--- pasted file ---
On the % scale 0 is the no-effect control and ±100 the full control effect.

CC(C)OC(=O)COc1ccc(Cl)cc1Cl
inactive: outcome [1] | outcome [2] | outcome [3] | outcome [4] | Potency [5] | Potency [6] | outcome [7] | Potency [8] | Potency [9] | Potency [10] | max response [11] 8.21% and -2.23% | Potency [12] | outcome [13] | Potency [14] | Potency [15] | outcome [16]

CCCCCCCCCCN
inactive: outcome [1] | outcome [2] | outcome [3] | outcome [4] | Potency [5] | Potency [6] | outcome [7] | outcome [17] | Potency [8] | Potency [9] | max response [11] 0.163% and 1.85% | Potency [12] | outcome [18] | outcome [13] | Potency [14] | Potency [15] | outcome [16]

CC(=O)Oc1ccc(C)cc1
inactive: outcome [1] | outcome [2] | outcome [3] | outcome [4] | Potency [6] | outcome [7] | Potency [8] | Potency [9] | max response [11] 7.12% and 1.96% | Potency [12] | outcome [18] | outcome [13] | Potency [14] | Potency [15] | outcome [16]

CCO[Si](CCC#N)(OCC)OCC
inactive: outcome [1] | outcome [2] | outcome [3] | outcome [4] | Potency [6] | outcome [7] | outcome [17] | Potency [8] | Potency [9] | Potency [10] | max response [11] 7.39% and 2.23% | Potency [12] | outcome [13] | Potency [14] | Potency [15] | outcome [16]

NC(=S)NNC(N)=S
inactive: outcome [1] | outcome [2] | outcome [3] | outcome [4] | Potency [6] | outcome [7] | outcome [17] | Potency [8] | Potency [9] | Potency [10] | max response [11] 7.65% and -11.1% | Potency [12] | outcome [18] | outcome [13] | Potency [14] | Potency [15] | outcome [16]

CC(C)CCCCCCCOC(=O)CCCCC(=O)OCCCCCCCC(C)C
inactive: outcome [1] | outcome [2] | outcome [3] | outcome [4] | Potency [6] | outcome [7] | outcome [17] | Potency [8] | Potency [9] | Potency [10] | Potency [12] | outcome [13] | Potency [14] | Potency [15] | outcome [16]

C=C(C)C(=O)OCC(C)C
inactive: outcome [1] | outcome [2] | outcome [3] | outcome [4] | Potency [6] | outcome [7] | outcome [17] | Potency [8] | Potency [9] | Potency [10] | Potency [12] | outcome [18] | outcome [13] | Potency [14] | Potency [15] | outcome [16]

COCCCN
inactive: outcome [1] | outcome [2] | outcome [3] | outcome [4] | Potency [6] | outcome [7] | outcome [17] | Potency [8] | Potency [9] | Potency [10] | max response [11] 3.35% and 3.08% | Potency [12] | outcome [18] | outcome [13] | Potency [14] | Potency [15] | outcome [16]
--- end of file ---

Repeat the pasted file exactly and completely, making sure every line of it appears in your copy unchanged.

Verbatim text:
On the % scale 0 is the no-effect control and ±100 the full control effect.

CC(C)OC(=O)COc1ccc(Cl)cc1Cl
inactive: outcome [1] | outcome [2] | outcome [3] | outcome [4] | Potency [5] | Potency [6] | outcome [7] | Potency [8] | Potency [9] | Potency [10] | max response [11] 8.21% and -2.23% | Potency [12] | outcome [13] | Potency [14] | Potency [15] | outcome [16]

CCCCCCCCCCN
inactive: outcome [1] | outcome [2] | outcome [3] | outcome [4] | Potency [5] | Potency [6] | outcome [7] | outcome [17] | Potency [8] | Potency [9] | max response [11] 0.163% and 1.85% | Potency [12] | outcome [18] | outcome [13] | Potency [14] | Potency [15] | outcome [16]

CC(=O)Oc1ccc(C)cc1
inactive: outcome [1] | outcome [2] | outcome [3] | outcome [4] | Potency [6] | outcome [7] | Potency [8] | Potency [9] | max response [11] 7.12% and 1.96% | Potency [12] | outcome [18] | outcome [13] | Potency [14] | Potency [15] | outcome [16]

CCO[Si](CCC#N)(OCC)OCC
inactive: outcome [1] | outcome [2] | outcome [3] | outcome [4] | Potency [6] | outcome [7] | outcome [17] | Potency [8] | Potency [9] | Potency [10] | max response [11] 7.39% and 2.23% | Potency [12] | outcome [13] | Potency [14] | Potency [15] | outcome [16]

NC(=S)NNC(N)=S
inactive: outcome [1] | outcome [2] | outcome [3] | outcome [4] | Potency [6] | outcome [7] | outcome [17] | Potency [8] | Potency [9] | Potency [10] | max response [11] 7.65% and -11.1% | Potency [12] | outcome [18] | outcome [13] | Potency [14] | Potency [15] | outcome [16]

CC(C)CCCCCCCOC(=O)CCCCC(=O)OCCCCCCCC(C)C
inactive: outcome [1] | outcome [2] | outcome [3] | outcome [4] | Potency [6] | outcome [7] | outcome [17] | Potency [8] | Potency [9] | Potency [10] | Potency [12] | outcome [13] | Potency [14] | Potency [15] | outcome [16]

C=C(C)C(=O)OCC(C)C
inactive: outcome [1] | outcome [2] | outcome [3] | outcome [4] | Potency [6] | outcome [7] | outcome [17] | Potency [8] | Potency [9] | Potency [10] | Potency [12] | outcome [18] | outcome [13] | Potency [14] | Potency [15] | outcome [16]

COCCCN
inactive: outcome [1] | outcome [2] | outcome [3] | outcome [4] | Potency [6] | outcome [7] | outcome [17] | Potency [8] | Potency [9] | Potency [10] | max response [11] 3.35% and 3.08% | Potency [12] | outcome [18] | outcome [13] | Potency [14] | Potency [15] | outcome [16]